Shale Gas Is America's Geopolitical Trump Card
Russia's $400 billion natural-gas deal with China pales beside the significance of U.S. drilling innovations.
By JOSEPH S. NYE JR. -June 8, 2014
When Russia and China announced a $400 billion deal last month for Russia to supply China with 38 billion cubic meters of natural gas annually for three decades, some analysts heralded it as a tectonic geopolitical shift.
Instead, Vladimir's Putin's haste to sign a deal that had been in the making for more than a decade confirmed his country's political weakness. Despite being buoyed by high energy prices in the first decade of this century, Russia is in decline. Demographically it is shrinking; it has severe health problems (the average Russian male dies in his early 60s); and it is a "one-crop economy" heavily dependent on energy exports. Russia needs reforms to build a diversified, entrepreneurial economy, but its actions in Ukraine have brought on sanctions that weaken its access to Western ideas and technology. Becoming China's gas station does nothing to reverse this trend.
The real geopolitical shift is the shale-energy revolution that took off in the past decade. While the technologies of horizontal drilling and hydraulic fracturing are not new, their pioneering application to shale rock is largely a product of American entrepreneurship in the past decade.
Ten years ago, many experts were speaking of "peak oil"—the idea that even reserves in Saudi Arabia had topped off. The U.S. was regarded as increasingly dependent on energy imports and was building terminals to import high-priced liquefied natural gas. Instead, North America is now building terminals to export its low-cost LNG, and the continent is expected to be self-sufficient in energy in the 2020s, according to a broad consensus of energy experts. The Energy Department estimates that the country has 25 trillion cubic meters of technically recoverable resources of shale gas, which when combined with other oil-and-gas resources could last for two centuries.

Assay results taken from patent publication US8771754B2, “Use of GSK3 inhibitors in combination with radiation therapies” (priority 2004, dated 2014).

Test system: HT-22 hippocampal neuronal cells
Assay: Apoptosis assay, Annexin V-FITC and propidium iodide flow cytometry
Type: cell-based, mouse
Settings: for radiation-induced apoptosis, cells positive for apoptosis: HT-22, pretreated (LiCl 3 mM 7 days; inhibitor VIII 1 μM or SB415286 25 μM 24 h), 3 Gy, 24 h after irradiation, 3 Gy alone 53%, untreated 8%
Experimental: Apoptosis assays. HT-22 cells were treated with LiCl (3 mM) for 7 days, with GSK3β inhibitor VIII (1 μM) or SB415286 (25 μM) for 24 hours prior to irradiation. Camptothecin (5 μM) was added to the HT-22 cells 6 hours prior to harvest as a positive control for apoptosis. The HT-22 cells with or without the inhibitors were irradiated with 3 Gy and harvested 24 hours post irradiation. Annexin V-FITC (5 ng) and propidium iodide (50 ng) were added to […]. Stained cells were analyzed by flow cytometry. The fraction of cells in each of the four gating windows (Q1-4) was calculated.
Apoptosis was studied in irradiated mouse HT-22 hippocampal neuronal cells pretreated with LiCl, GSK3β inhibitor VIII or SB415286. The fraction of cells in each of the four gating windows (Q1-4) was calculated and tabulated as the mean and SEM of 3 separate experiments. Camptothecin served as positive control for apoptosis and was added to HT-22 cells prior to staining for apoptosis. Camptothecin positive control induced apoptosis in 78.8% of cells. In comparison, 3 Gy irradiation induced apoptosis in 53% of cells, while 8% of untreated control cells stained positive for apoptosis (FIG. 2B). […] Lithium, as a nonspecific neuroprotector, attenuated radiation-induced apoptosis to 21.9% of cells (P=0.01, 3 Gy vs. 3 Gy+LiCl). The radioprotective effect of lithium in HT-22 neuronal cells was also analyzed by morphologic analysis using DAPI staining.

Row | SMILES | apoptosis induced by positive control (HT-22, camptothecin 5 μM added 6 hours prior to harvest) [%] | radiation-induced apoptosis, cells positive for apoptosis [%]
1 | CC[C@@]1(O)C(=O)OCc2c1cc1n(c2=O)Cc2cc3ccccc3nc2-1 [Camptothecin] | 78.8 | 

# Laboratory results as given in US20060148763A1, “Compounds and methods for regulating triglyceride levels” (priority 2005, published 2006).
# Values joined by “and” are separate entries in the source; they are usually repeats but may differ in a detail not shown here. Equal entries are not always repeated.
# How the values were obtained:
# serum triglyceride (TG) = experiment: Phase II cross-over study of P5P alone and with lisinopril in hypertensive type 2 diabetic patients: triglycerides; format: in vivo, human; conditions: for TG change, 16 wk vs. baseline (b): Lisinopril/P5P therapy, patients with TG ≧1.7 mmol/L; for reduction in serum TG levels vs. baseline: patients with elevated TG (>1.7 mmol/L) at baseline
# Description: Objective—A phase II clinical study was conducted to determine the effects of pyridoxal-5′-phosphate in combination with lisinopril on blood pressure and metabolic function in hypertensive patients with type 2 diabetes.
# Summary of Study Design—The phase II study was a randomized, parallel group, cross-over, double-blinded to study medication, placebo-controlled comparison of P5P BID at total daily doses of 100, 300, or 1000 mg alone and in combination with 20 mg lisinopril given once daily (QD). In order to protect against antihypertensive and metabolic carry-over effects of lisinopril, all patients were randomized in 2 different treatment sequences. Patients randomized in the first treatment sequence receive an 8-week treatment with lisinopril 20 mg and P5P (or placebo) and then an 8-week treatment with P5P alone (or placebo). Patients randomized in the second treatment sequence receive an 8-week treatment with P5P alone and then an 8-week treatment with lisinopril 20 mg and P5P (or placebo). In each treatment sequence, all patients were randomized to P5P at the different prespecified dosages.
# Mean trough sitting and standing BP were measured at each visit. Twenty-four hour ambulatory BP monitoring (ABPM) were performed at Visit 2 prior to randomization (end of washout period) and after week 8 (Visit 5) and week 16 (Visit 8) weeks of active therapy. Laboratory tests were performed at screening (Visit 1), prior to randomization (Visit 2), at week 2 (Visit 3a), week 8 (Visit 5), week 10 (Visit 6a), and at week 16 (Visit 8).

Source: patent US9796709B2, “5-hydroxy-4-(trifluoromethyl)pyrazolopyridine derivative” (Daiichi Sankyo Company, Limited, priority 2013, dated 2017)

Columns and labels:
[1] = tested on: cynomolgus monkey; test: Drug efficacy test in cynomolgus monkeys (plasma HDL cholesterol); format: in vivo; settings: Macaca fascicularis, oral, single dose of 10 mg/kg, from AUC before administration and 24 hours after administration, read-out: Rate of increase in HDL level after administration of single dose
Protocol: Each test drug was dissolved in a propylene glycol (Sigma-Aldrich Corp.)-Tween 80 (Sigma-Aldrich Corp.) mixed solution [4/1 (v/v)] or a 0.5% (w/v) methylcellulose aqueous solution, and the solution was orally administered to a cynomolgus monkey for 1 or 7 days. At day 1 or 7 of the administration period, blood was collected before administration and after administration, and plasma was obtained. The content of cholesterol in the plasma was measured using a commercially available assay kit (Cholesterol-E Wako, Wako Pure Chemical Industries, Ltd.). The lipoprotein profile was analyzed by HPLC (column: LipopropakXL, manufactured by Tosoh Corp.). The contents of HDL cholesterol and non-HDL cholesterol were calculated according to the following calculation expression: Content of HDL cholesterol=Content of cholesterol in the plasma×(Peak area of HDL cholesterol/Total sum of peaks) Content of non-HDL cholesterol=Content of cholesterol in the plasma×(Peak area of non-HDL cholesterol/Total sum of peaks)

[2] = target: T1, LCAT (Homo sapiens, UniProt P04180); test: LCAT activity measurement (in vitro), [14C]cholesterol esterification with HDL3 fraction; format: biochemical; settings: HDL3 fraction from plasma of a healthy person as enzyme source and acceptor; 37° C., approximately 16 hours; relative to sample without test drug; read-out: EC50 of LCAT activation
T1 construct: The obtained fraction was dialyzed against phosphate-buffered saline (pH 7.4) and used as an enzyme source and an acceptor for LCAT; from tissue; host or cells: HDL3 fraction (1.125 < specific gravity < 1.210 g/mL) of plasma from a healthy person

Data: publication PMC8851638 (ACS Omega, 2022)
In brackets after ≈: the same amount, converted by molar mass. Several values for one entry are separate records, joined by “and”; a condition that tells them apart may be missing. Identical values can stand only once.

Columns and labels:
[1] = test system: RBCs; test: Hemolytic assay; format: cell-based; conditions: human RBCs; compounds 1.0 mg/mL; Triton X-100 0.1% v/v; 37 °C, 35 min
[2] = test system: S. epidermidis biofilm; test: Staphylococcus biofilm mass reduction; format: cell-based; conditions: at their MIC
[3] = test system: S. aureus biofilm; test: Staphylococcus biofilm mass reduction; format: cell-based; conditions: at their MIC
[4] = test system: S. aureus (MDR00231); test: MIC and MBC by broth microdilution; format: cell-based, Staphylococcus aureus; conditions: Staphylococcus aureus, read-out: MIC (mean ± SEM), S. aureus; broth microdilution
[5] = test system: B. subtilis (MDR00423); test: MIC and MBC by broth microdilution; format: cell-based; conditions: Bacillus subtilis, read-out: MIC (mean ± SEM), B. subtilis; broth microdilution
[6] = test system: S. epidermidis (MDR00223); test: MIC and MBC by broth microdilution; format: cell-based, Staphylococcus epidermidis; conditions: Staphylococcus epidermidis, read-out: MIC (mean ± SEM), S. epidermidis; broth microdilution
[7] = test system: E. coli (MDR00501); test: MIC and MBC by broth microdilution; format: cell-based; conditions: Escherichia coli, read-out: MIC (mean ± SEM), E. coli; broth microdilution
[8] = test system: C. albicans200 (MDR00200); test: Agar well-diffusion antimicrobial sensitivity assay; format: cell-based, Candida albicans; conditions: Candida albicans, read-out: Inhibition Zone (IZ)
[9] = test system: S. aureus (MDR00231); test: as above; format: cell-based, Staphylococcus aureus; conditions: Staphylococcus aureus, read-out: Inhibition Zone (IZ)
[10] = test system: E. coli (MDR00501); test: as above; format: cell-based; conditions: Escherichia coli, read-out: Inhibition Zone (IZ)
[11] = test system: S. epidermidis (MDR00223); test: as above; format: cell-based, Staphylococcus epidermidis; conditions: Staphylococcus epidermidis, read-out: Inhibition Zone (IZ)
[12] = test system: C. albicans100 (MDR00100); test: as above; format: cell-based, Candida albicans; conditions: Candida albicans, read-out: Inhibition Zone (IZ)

The shale revolution has a number of implications for American foreign policy. Shale-energy production boosts the economy and produces more jobs. Reducing imports helps the balance of payments. New tax revenues ease government budgets. Cheaper energy makes industry more competitive internationally, particularly energy-intensive industries like petrochemicals, aluminum, steel and others.
There are also domestic political effects. One is psychological. For some time, many people at home and abroad have bought into the myth of American decline. Increasing dependence on energy imports was often cited as evidence. The shale revolution changes that dependence and demonstrates the combination of entrepreneurship, property rights and capital markets that are this country's underlying strength.
Skeptics have argued that lowered dependence on energy imports will cause the U.S. to disengage from the Middle East. This misreads the economics of energy. A major disruption such as a war or terrorist attack that stopped the flow of oil and gas through the Strait of Hormuz would drive prices to very high levels in America and among our allies in Europe and Japan. Moreover, the U.S. has many interests other than oil in the region, including nonproliferation of nuclear weapons, protection of Israel, human rights and counterterrorism.
As for the costs of maintaining our Fifth Fleet in the region, many bases are paid for by host countries, and the marginal costs of keeping naval resources there instead of elsewhere do not add greatly to the budget. The U.S. may be cautious about overextension in the Middle East, but that is more the product of experience with the costly invasion of Iraq and the general turmoil of the Arab revolutions rather than illusions that shale produces political "energy independence." The ability of the U.S. to use oil sanctions to bring Iran to the bargaining table on nuclear issues depended not only on Saudi willingness to make up the million barrels of oil per day that Iran lost, but also on the general expectations that were created by the shale revolution.
Other benefits of the shale revolution for American foreign policy include the diminishing ability of countries like Venezuela to purchase votes in the U.N. and regional organizations of small Caribbean states by shipments of oil, and, if the government will approve more exports of liquefied natural gas, the eventual reduction of Russia's ability to coerce its neighbors by threats to cut off gas supplies. In short, there has been a tectonic shift in the geopolitics of energy, but it was not the Russia-China gas pipeline deal.
Mr. Nye, a professor and former dean at Harvard's Kennedy School of Government, is the author of "The Future of Power" (PublicAffairs, 2011).